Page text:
In my last (or second) batch, I used double the yeast, and a little larger starter, since I was going to freeze some of the dough. That made for a really good first baking (baked two loaves, saved about 6 smaller dough balls)... I might do that for future batches too, or use more yeast to flour (reducing what's needed to make it work) to get a lighter bread.


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Old 01-20-2011, 06:21 PM   #3
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Quote:
Originally Posted by Golddiggie View Post
Did you knead it fully after mixing up the dough? Did you use a stand mixer to make it?

I've made two batches so far, both came out well (second was better)... I used the recipe posted in the thread on the boards here...

Basically its:
3 cups spent grain (I send mine through the food processor to get the grains smaller, spinning about 4-5 cups to get 3)
1.5 cups reserved wort (from the brew the grains came from)
1 packet dry Baker's yeast (normal active yeast)
3-4 ounces of honey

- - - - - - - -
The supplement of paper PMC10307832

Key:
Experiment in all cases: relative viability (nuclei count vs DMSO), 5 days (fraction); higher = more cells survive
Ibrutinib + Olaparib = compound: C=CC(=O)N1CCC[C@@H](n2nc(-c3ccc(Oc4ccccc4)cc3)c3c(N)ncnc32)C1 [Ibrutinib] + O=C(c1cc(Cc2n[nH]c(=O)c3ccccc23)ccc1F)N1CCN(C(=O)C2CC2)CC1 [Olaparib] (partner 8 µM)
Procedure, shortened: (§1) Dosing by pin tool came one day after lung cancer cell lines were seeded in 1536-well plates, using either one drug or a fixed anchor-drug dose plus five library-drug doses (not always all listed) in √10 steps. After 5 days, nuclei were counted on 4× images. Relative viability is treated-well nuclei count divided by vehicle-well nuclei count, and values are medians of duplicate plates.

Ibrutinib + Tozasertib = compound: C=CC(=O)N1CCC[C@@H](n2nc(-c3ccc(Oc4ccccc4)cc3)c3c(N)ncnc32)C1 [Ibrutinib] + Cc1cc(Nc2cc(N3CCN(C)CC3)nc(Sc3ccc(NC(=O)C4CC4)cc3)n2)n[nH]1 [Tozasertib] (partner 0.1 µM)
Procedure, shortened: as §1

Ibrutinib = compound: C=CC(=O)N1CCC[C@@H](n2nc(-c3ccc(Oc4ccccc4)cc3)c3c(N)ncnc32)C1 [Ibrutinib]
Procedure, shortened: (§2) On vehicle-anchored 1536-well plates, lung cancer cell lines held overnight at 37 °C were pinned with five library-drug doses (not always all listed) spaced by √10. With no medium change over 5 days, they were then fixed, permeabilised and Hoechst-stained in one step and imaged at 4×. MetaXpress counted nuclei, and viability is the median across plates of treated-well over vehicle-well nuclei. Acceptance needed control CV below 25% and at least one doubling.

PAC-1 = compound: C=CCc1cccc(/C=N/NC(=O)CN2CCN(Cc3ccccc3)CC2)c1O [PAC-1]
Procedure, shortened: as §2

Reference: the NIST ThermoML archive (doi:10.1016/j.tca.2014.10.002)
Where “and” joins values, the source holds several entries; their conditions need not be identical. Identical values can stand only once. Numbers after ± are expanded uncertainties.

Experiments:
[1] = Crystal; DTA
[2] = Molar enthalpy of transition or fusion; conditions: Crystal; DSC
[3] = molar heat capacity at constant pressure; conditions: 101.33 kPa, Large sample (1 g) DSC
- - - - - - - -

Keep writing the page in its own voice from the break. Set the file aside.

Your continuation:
3-5 cups bread flour (sifted)
1.5 tsp salt
soft butter (3-8 TBS, adjust to your liking)...

I use the wort for the yeast starter (I put the honey in there)... Once the yeast is going at it for a bit (15-30 minutes is usually enough, but YMMV), I spin the grains in the food processor and add them to the mixer bowl... I add the yeast, butter and salt at that point too... Get that all mixed well before you start adding flour. You might use more, or less, flour depending on how much liquid is in the starter, as well as how much butter you use. Once it comes off the dough hook, transfer to a board and knead it until it's "right"... Let it proof once, then form your loaves, letting it rise again before you bake it (until it's increased in size about 50%).

I bake mine at ~375F for 25-35 minutes (had one done at 25, the other at about 30-35 in the last batch). I also use a pizza stone to bake them. I bake one at a time, so that I don't have to worry about uneven cooking, or moving them around too much. I do rotate the loaf 180 degrees, once, while it bakes (at about half way through the time)...

If you used sourdough for the recipe, I have no idea how it would impact the bread. I've never made sourdough before, and probably never will.

In my last (or second) batch, I used double the yeast, and a little larger starter, since I was going to freeze some of the dough. That made for a really good first baking (baked two loaves, saved about 6 smaller dough balls)... I might do that for future batches too, or use more yeast to flour (reducing what's needed to make it work) to get a lighter bread.